And so, from this violent scene, we infer that the loving relationship between two people of the same sex is prohibited by God himself and that any such couple sharing their love in a sexual manner will bring down divine retribution upon the whole town (specifically, a rain of burning sulphur to wipe the town off the map forever). Again, I don’t usually hear these people offering their daughters to they gay couple in an attempt to stave off God’s wrath.

Understanding and interpreting the bible is difficult, particularly given the huge temporal and cultural separation between us and the many people who wrote it. Interpretation can be helped immensely if there are explanations within the bible itself that can guide us. Of course, for most passages, there are no interpretive passages but, for Sodom and Gomorrah, we are lucky. The prophet Ezekiel speaks directly of the cities and lays out exactly what, in God’s eyes, were their sins and the reason for their firey destruction:

Now this was the sin of your sister Sodom: She and her daughters were arrogant, overfed and unconcerned; they did not help the poor and needy.

What about the loving gay sex between two consenting adults?

No. The thing that fired up God’s wrath was that the mob at Sodom ignored God’s commands to welcome the stranger and to feed and protect the traveller and wanted, instead, to harm them for their own pleasure. I wonder what the Republican administration would make of that as they seek to withdraw healthcare cover, legal aid and many other compassionate-aid schemes from millions of poor Americans.

I think the term Sodomy needs a new definition.

With thanks to Kristin Saylor and Jim O’Hanlon and their fine TEDx talk.

Grab ’em by the pussy: it’s the Republican way

Once a week, I work with a bunch of boys aged ten to fourteen. We spend most of the time running around like mad things, building things from junk (and knocking them down again), hiking in the dark and generally learning how to get outside even when the weather is not perfect.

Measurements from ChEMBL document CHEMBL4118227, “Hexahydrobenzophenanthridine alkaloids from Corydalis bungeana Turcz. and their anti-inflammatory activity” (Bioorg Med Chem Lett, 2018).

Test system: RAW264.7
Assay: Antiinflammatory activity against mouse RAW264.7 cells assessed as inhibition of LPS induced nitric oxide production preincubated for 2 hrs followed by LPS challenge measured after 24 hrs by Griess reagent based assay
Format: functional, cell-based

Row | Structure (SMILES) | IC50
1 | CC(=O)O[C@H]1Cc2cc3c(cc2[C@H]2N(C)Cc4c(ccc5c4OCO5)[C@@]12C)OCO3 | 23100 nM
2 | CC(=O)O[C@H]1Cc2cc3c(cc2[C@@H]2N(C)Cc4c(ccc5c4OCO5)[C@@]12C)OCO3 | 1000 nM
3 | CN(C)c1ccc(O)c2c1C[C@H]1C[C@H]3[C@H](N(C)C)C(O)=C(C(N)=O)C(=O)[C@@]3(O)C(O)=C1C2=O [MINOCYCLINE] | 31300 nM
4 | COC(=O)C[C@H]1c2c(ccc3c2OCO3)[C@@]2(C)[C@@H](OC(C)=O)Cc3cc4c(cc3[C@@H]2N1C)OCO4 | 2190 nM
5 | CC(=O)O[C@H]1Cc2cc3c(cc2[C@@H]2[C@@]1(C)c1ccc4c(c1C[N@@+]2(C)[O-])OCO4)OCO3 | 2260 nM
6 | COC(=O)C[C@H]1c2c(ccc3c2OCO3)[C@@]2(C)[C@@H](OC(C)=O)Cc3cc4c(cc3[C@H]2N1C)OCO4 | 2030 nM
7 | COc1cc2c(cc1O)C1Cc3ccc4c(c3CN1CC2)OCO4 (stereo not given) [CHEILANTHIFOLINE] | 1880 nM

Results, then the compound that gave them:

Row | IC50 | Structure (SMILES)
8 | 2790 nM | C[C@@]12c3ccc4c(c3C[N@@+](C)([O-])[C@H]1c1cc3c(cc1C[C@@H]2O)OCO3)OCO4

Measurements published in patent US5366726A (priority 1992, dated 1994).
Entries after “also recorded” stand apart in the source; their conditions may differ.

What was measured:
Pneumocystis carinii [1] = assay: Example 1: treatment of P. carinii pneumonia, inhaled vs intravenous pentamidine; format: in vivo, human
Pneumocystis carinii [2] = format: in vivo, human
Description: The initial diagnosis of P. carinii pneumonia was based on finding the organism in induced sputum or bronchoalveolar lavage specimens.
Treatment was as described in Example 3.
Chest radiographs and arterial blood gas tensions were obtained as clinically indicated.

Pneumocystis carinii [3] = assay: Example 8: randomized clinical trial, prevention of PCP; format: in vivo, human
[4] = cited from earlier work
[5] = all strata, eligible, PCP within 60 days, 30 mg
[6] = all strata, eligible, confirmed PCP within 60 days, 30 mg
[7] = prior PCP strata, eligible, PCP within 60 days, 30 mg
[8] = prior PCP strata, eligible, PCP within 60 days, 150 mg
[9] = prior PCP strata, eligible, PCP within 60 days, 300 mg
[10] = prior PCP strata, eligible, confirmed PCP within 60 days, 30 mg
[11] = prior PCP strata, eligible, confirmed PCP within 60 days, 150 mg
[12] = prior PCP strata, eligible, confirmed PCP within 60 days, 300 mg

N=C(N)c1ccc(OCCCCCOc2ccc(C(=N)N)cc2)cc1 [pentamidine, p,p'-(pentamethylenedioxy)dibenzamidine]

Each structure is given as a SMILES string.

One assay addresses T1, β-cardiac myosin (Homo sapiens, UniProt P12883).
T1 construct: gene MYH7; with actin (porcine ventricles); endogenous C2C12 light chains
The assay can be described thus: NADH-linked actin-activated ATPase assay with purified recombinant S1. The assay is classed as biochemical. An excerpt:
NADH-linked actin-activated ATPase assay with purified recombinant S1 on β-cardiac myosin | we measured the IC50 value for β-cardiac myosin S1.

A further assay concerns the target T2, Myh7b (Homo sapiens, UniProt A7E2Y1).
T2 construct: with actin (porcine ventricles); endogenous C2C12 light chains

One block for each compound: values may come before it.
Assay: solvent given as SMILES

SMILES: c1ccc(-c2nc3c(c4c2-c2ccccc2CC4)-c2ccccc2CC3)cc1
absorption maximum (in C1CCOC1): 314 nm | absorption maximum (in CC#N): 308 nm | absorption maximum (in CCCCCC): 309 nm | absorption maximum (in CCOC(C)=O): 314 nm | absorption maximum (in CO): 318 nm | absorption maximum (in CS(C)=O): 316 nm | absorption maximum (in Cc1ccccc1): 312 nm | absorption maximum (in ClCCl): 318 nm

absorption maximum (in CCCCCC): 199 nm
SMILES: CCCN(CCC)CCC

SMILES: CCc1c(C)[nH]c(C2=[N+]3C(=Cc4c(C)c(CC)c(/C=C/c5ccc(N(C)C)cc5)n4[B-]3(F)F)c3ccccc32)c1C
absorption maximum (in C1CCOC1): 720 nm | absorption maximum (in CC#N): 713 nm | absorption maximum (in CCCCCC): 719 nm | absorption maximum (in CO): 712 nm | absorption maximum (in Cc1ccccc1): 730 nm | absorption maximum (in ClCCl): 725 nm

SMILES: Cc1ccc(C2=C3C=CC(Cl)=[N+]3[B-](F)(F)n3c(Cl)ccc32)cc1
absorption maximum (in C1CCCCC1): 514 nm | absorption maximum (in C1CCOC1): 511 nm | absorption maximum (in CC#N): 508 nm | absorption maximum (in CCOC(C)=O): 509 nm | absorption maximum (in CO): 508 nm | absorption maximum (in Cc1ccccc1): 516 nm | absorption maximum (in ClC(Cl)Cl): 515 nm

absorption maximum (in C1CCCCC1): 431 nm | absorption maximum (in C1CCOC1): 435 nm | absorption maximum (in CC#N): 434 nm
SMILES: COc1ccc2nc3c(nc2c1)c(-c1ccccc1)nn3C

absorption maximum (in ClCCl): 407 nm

As a rule, they’re good lads, and I hope they will go on to become fine, upstanding members of society who truly believe that we are all created equal. Actually, now I’m thinking about it, I am sure that they do believe we are all created equal. At least in their minds. Watching and listening to them interact, however, I can see that there is a disconnect between what they know is the right answer and what their actions betray about how they actually think. The way we think is often quite different to the way we think we think, and this, I hypothesise, is where evil is permitted to enter the world.

Bold claim?  Maybe. Our schools invest much time and effort in teaching our children what it means to be a fine, upstanding citizen where we are all created equal, where men and women and everyone else can live out their lives with equal dignity and value. Where we all eat Doritoes washed down with Coke whilst scraping a beautiful woman off a beautiful car before we drive it at 150mph to impress a whole crowd of beautiful women to a sports game where we run quickly, kick hard, hit hard, throw far, showing off our testosterone-soaked manhood before winning the game and waking up next to another beautiful woman.

(Incidentally, why are breakfast cereal adverts usually with a wholesome family, not a couple who have obviously just met before spending the night dirtying the sheets and not getting much sleep?)

And then the US electoral system presents us with the new king of the world. A man who boasts about men grabbing women by the pussy. A man who boasts about trolling the women’s dressing rooms at the beauty pageant he owned (it’s 2017, why do we still have beauty pageants? Single-sex beauty pageants?).

And here is my problem. My boys know the right answers in any written test about equality that I would care to give them. They would be right at the top of the class when it comes to saying the right things. What I am less certain about is whether or not they would actually demonstrate what they know to be right in an actual on-the-ground situation. They’ve got all the intellectual knowledge that we think they might need to get by,  for the next generation to be better than mine, for women to be able to walk home in the dark, too drunk to stand up straight without fear of assault.

The causes are complex and run deep. One of the larger roots is toxic masculinity, but that would not survive in the absence of a thick insulating layer of I’m a good guy, so this doesn’t apply to me. The same mind-set works on the level of the nation state: We don’t need strong human rights laws because we’re a good nation: those laws are for the other, bad, states. All it takes for evil to triumph is for good men to do nothing. Notable in Mr Trump’s boast is that “When you’re a star, they let you do it.” They let you do it. His choice of words suggests he was waiting to be stopped. He knew that he was doing the wrong thing and was simply seeing what he could get away with (the same way that young children do), and nobody stopped him.